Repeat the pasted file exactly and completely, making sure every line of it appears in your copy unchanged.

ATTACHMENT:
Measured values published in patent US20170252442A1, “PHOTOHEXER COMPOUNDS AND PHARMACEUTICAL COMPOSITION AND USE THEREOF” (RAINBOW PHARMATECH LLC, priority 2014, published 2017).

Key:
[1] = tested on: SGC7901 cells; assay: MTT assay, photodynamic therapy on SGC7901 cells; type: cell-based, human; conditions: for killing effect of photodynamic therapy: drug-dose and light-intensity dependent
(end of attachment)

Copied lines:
Measured values published in patent US20170252442A1, “PHOTOHEXER COMPOUNDS AND PHARMACEUTICAL COMPOSITION AND USE THEREOF” (RAINBOW PHARMATECH LLC, priority 2014, published 2017).

Key:
[1] = tested on: SGC7901 cells; assay: MTT assay, photodynamic therapy on SGC7901 cells; type: cell-based, human; conditions: for killing effect of photodynamic therapy: drug-dose and light-intensity dependent